.comment-link {margin-left:.6em;}

Friday, May 01, 2020

Is the Welsh Government failing victims of domestic violence?

Two days ago I posted on the concerns of the victims' commissioner that refuges providing sanctuary to victims of domestic violence are running out of space, with many full or effectively closed amid an “epidemic inside this pandemic”.

Dame Vera Baird QC warned members of the House of Commons justice select committee that a “perfect storm” of problems is in danger of overwhelming support services for those trying to escape violent and abusive partners. This is of course a devolved issue, but the survey published by Women’s Aid on Tuesday, which found that over two-thirds of survivors contacted this month said that domestic abuse was escalating under lockdown, is disturbing.

I concluded that all the national governments need to address this problem as a matter of urgency and that more resources must be allocated to domestic abuse helplines, counselling and support and refuges to meet the surge in need generated by these unique circumstances.

Unfortunately, the Welsh Government do not appear to have got that message. According to this article on wales-on-line, Welsh Women's Aid claim that they have provided no extra cash to deal with domestic violence since the coronavirus crisis began.

They say that the £1.2m to fund community accommodation and £200,000 for furnishings, announced by Welsh Ministers, were already allocated - the £1.2 million was originally announced in December 2019 and the £200,000 is a 2019/20 capital underspend which had been promised last quarter:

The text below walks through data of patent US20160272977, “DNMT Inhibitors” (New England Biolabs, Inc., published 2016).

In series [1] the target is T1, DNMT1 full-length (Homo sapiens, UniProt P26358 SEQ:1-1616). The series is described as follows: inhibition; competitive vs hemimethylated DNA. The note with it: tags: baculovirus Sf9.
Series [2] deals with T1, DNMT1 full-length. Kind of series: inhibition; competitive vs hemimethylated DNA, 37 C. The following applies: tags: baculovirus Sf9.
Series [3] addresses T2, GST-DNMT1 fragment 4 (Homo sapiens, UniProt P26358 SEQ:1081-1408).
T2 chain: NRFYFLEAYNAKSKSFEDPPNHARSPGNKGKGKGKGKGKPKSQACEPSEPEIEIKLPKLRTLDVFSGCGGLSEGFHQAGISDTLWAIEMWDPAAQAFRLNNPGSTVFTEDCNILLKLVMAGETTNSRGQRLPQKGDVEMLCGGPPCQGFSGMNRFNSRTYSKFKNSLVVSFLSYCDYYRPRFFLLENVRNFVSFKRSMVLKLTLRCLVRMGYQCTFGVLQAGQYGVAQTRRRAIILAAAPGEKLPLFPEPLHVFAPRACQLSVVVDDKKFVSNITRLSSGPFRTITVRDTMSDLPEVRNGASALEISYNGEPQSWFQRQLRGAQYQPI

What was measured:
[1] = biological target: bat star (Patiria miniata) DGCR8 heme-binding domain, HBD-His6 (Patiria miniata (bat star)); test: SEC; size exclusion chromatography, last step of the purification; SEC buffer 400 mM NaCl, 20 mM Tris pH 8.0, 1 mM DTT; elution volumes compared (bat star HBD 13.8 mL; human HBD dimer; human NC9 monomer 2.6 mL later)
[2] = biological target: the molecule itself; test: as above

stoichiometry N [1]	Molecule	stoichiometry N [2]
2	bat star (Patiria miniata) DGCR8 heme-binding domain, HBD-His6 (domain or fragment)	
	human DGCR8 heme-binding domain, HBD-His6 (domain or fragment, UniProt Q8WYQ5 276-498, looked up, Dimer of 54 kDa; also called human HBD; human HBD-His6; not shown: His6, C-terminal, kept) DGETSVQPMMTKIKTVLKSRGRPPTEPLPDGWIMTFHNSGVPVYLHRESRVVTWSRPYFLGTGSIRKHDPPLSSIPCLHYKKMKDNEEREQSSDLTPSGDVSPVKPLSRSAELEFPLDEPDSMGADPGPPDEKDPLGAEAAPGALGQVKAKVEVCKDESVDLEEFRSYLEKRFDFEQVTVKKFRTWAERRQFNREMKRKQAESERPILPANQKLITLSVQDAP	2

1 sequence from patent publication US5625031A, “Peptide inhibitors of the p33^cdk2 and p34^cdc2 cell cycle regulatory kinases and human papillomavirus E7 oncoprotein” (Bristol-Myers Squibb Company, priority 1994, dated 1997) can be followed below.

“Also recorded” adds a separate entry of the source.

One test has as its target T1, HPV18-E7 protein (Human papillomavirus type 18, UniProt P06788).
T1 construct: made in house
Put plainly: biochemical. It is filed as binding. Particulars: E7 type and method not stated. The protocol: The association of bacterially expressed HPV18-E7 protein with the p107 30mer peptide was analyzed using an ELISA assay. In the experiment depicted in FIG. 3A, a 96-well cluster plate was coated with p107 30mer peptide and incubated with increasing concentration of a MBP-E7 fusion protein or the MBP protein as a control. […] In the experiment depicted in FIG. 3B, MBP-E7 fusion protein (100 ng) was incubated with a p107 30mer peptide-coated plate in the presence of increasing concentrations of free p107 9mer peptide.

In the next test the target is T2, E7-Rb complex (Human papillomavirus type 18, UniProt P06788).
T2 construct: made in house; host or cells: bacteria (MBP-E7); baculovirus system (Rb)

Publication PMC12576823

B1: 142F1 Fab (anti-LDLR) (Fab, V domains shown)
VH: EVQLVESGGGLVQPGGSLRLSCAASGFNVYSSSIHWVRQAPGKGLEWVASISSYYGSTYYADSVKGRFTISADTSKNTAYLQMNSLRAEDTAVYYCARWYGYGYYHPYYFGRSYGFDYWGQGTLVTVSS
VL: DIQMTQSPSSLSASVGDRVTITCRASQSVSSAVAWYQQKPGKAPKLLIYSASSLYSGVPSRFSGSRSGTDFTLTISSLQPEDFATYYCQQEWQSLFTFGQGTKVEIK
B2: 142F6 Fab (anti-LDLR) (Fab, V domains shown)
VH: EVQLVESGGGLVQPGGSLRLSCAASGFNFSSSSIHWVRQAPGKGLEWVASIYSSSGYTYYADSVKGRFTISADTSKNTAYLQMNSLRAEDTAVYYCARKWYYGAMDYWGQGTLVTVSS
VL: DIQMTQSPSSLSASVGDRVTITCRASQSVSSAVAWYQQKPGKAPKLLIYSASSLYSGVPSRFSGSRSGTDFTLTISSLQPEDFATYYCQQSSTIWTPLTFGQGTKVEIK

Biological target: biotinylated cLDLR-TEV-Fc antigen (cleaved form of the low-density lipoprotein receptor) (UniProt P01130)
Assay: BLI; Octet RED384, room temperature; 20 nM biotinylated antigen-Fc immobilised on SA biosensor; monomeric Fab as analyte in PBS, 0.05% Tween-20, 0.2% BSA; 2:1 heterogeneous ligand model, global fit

In a damning letter to deputy minister and chief whip, Jane Hutt, Welsh Women's Aid CEO Sara Kirkpatrick accused the Welsh Government of "giving false hope to survivors".

She wrote: "While the Welsh Government continues to allude to funds in its announcements, there appears to be a clear disconnect between this and the process of money being allocated to front line VAWDASV (violence against women, domestic abuse and sexual violence) services.

"This gives false hope to survivors that services will continue to have the capacity to meet their needs, when in reality, we know that even before this crisis 512 survivors were unable to be supported in refuges because of a lack of service space, capacity or resources."

This is strong stuff from a sector, which in the past has been accused of kow-towing to Ministers. Surely the Welsh Government should respond with a proper allocation of money and resources to deal with this escalating problem.
Comments: Post a Comment

<< Home

This page is powered by Blogger. Isn't yours?